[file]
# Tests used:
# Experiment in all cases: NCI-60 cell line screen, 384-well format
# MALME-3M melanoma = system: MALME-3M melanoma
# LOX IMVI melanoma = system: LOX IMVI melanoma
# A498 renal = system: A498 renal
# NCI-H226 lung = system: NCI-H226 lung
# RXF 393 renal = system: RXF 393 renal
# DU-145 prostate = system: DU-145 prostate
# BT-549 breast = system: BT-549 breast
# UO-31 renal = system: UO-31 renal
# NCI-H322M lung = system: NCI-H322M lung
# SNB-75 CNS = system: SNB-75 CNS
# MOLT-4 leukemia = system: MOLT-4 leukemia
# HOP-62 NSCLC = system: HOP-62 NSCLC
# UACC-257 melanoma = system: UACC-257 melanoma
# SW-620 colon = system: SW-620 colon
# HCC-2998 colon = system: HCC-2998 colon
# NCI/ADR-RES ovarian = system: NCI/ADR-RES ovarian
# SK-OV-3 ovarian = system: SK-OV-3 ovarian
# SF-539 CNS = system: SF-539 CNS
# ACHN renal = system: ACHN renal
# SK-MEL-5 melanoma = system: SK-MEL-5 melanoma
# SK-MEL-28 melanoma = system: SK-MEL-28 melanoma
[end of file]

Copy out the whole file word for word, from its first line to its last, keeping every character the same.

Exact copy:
# Tests used:
# Experiment in all cases: NCI-60 cell line screen, 384-well format
# MALME-3M melanoma = system: MALME-3M melanoma
# LOX IMVI melanoma = system: LOX IMVI melanoma
# A498 renal = system: A498 renal
# NCI-H226 lung = system: NCI-H226 lung
# RXF 393 renal = system: RXF 393 renal
# DU-145 prostate = system: DU-145 prostate
# BT-549 breast = system: BT-549 breast
# UO-31 renal = system: UO-31 renal
# NCI-H322M lung = system: NCI-H322M lung
# SNB-75 CNS = system: SNB-75 CNS
# MOLT-4 leukemia = system: MOLT-4 leukemia
# HOP-62 NSCLC = system: HOP-62 NSCLC
# UACC-257 melanoma = system: UACC-257 melanoma
# SW-620 colon = system: SW-620 colon
# HCC-2998 colon = system: HCC-2998 colon
# NCI/ADR-RES ovarian = system: NCI/ADR-RES ovarian
# SK-OV-3 ovarian = system: SK-OV-3 ovarian
# SF-539 CNS = system: SF-539 CNS
# ACHN renal = system: ACHN renal
# SK-MEL-5 melanoma = system: SK-MEL-5 melanoma
# SK-MEL-28 melanoma = system: SK-MEL-28 melanoma